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Dad’s Failure to Insure Barred by Statute of Limitation

Tennessee case abstract after divorce.

Deborah Bistolfi Felker et al., v. Rex Stephen Felker

The husband and spouse on this Shelby County, Tennessee, case have been divorced in 2005 and executed a marital dissolution settlement.  Amongst different issues, the settlement offered that the husband should keep a life insurance coverage coverage of $150,000 naming the son as beneficiary.  He additionally agreed to different provisions regarding the insurance coverage.

By 2019, the husband had moved to a different county, and the spouse and son introduced a civil motion in Shelby County.   The husband argued that the case was barred by the 10-year statute of limitations.  The trial court docket disagreed, and ordered the husband to take out the insurance coverage coverage.  The spouse and son have been additionally awarded lawyer’s charges.  The husband then appealed to the Tennessee Courtroom of Appeals.

After addressing some procedural points, the court docket turned to the statute of limitations.  The trial court docket had held that the husband breached the marital dissolution settlement, a contract, and that the motion had been filed inside six years of the breach.

Nonetheless, the appeals court docket famous that the breach, if any, occurred in 2005, for the reason that husband had failed to supply copies of his will, as offered for within the settlement.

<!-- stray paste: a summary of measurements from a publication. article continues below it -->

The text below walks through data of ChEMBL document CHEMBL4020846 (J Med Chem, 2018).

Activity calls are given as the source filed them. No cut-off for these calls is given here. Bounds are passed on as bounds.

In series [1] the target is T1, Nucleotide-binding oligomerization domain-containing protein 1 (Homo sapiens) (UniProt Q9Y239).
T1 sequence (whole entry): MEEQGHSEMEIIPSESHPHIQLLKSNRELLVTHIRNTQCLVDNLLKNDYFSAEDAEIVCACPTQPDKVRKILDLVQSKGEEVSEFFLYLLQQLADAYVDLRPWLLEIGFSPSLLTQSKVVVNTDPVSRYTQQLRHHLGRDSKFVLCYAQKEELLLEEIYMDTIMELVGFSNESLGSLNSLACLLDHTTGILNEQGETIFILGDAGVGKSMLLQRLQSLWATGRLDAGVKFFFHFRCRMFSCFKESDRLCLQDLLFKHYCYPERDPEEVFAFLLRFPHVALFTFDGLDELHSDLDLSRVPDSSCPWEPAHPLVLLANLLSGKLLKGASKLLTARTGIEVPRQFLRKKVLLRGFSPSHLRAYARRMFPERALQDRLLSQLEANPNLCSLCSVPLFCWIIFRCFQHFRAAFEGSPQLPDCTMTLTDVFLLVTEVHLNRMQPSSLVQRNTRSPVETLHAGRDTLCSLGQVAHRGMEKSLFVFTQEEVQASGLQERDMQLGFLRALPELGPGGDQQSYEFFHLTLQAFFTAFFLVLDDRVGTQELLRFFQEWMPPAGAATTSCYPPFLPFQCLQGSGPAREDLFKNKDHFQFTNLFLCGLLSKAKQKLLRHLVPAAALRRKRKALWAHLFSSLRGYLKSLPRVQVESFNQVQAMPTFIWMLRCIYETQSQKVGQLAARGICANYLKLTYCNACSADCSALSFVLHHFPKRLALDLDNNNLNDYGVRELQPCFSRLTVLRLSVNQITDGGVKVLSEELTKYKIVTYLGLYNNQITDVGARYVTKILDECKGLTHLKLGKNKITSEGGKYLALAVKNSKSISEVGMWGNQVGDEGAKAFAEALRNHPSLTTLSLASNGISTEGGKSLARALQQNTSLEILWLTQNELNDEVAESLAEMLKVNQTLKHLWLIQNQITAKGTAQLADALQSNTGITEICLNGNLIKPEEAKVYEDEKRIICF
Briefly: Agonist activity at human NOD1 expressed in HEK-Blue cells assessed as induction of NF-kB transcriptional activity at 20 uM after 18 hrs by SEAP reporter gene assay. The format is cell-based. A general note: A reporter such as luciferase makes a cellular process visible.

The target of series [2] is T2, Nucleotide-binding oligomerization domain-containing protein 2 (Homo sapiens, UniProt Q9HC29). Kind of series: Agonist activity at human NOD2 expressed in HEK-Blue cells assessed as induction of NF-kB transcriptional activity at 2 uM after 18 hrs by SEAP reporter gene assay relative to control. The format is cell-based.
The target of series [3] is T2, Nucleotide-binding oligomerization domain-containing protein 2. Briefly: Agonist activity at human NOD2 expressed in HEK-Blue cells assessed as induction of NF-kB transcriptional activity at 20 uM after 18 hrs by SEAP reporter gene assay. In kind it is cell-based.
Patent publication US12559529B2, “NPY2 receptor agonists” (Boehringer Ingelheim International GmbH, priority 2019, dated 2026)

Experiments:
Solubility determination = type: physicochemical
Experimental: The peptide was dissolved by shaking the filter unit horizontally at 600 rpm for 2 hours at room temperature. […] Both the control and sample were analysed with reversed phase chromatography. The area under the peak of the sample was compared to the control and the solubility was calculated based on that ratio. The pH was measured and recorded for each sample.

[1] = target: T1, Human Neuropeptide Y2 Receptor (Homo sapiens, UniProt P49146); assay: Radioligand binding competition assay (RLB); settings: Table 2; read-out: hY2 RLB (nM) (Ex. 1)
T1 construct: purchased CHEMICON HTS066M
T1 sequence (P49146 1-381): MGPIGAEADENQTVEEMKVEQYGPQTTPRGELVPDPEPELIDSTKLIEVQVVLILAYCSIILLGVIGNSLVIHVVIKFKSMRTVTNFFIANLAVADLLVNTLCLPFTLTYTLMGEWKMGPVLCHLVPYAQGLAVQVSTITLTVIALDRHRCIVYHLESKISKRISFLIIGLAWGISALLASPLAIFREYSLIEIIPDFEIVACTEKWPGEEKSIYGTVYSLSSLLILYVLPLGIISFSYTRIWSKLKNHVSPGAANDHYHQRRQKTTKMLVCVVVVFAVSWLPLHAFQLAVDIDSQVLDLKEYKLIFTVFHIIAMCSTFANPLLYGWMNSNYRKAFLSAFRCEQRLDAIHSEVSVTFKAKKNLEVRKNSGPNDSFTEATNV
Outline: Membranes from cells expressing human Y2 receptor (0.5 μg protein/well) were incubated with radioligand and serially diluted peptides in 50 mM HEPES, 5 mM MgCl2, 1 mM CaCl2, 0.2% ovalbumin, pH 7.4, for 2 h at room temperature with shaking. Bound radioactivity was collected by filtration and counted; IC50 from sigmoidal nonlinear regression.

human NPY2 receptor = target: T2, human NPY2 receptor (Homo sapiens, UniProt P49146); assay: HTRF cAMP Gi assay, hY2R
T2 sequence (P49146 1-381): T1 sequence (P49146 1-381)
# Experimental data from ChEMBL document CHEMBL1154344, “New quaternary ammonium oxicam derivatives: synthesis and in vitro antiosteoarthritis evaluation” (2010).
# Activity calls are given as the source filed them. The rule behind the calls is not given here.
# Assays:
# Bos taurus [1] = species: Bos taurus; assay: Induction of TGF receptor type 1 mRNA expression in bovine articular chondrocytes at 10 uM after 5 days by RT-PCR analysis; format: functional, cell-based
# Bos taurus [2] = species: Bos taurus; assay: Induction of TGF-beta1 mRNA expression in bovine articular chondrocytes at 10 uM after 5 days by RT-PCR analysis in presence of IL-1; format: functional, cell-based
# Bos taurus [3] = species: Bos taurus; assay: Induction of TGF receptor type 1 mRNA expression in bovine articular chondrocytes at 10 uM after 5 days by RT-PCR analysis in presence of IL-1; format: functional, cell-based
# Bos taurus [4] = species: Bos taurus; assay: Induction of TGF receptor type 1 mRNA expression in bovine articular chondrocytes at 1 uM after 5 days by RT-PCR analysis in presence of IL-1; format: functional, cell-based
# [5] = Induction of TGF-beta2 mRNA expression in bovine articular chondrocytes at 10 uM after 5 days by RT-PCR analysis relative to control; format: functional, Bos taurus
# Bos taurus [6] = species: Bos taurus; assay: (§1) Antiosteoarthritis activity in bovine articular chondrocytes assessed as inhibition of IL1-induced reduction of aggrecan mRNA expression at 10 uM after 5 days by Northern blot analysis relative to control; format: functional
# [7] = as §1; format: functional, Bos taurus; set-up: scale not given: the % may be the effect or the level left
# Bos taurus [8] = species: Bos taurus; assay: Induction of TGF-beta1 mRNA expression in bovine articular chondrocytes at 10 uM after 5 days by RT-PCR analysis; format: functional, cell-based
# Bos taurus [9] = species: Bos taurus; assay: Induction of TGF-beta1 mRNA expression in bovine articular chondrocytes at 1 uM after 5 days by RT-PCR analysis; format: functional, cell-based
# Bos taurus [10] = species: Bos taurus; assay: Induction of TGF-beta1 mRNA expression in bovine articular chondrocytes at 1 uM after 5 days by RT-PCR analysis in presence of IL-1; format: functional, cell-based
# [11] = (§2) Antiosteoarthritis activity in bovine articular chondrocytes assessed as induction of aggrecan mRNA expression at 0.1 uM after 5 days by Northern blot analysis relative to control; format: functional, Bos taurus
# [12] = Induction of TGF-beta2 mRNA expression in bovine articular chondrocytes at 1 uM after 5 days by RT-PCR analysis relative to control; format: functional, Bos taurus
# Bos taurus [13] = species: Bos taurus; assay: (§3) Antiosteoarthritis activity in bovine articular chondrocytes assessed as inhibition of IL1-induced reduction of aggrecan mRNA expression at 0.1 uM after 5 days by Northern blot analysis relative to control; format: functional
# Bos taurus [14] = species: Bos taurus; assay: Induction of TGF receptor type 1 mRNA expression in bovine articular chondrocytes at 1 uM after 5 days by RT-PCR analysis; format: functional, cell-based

The spouse and son argued that the obligations beneath the contract have been persevering with, and that further breaches came about at a later date.  However the appeals court docket held that the settlement was not severable, and due to this fact the later “persevering with breach” wouldn’t resurrect the reason for motion.

Because the plaintiffs didn’t file the case till 14 years after the breach, the case was barred by the six-year contract statute of limitation.

For these causes, the Courtroom of Appeals reversed the trial court docket’s judgment and assessed the prices of enchantment in opposition to the spouse and son.  The court docket’s opinion was penned by Decide Thomas R. Frierson, II, and Judges J. Steven Stafford and Carma Dennis McGee joined.

No.W2019-01925-COA-R3-CV (Tenn. Ct. App. Aug. 9,  2021).

See authentic opinion for precise language.  Authorized citations omitted.

To study extra, see The Tennessee Divorce Process: How Divorces Work Start to Finish.

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